Following an incident in practice for the 24 Hours of Le Mans on Thursday, Era Motorsport and IDEC SPORT Racing have decided to withdraw the No. 17 Oreca from this year’s competition.
“It’s heartbreaking to be pulling out of Le Mans before we even got a chance to race, but I know we’re doing the right thing,” said Era Motorsport Owner Kyle Tilley. “We had high hopes going into the event, but with a handful of unfortunate events in the span of a few days, this year’s race week has been a constant uphill battle. Circuit de la Sarthe demands respect, and we take the speeds and technicality of this track very seriously.
“The low downforce nature of the LMP2 makes it incredibly difficult to drive on the hard Goodyear compound, and the BOP hasn’t played into our favor either. After a last-minute driver swap, a new chassis, and a second on-track incident, we had to make the tough call: If we don’t feel 100% confident going into this race, we feel we have the responsibility to our competitors not to run.”
The incident in practice was only one in a series of unfortunate events for the team in the last few days, beginning with a last-minute driver-swap after team principal and driver Kyle Tilley sustained a shoulder injury. The team secured a backup driver who, unbeknown to the public, subsequently tested positive for COVID. Despite the setback, the team was able to secure Frenchman and 24 Hours of Le Mans race winner Thomas Laurent. Laurent joined the team after the official test day had already concluded last week, where No. 17 Oreca was punted by another car and sent into the barrier. The crash caused enough damage for the team to build up a new car from another chassis to be able to compete.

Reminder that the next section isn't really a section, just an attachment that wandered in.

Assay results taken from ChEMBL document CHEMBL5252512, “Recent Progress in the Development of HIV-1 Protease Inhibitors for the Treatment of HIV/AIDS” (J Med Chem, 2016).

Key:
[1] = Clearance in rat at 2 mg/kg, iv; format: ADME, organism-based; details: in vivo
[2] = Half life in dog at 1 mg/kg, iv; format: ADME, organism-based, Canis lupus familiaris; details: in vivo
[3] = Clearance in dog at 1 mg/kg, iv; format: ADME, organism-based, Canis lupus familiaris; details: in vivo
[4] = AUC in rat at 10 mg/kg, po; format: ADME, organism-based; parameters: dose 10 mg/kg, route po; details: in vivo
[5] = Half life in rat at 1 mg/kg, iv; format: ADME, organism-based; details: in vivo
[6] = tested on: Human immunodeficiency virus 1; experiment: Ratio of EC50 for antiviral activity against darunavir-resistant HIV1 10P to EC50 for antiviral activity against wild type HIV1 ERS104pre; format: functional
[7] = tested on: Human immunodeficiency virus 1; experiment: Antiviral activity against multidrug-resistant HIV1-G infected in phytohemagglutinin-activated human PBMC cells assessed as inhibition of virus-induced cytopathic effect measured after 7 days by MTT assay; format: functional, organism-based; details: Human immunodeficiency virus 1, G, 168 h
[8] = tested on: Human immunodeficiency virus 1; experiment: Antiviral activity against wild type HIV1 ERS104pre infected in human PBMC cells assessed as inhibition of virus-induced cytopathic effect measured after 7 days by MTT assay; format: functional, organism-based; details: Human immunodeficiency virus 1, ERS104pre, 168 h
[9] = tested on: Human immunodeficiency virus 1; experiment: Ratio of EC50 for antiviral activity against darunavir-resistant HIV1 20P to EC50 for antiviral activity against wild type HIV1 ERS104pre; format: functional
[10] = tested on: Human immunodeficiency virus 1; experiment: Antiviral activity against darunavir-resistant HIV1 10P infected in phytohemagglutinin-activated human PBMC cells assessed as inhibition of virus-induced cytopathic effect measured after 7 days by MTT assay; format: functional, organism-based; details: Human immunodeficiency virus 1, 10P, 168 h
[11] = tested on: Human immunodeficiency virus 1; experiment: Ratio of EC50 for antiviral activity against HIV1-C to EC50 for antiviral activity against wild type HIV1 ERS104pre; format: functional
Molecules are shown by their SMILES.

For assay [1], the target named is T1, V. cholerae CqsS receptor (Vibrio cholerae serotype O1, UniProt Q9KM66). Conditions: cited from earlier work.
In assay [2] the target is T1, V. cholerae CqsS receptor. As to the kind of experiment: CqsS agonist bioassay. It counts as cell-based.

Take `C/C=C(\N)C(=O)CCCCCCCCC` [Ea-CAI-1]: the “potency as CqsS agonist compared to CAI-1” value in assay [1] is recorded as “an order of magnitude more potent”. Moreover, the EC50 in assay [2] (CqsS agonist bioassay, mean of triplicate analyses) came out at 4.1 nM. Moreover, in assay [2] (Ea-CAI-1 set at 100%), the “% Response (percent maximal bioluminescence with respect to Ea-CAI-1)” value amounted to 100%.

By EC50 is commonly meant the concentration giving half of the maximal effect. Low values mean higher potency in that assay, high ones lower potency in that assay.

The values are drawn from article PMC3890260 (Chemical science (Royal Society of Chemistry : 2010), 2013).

With their new car and completed driver lineup of Dwight Merriman, Ryan Dalziel, and Thomas Laurent the team pressed forward, desperate to make up for lost time and to get a good set up for the new Goodyear tire compound with the low-downforce LMP2 car. Then in practice three on Thursday afternoon, the No. 17 car had another incident in turn three, one of at least two cars to crash in that spot. Following the crash, the team made the call.
“This is an event where you really have to be on top of your game across the board, and with these setbacks, we just didn’t feel we were there this time,” said Tilley. “Sadly, this isn’t the type of event where you can close your eyes and hope for the best. That’s what makes it Le Mans. I hope our fans can respect the decision. It was a tough one to make, as no one wants to win here more than we do. I’d like to thank our drivers, crew, and everyone at IDEC Racing for all the hard work they put in for this one. We’ll be back.”
Source. KBru Communications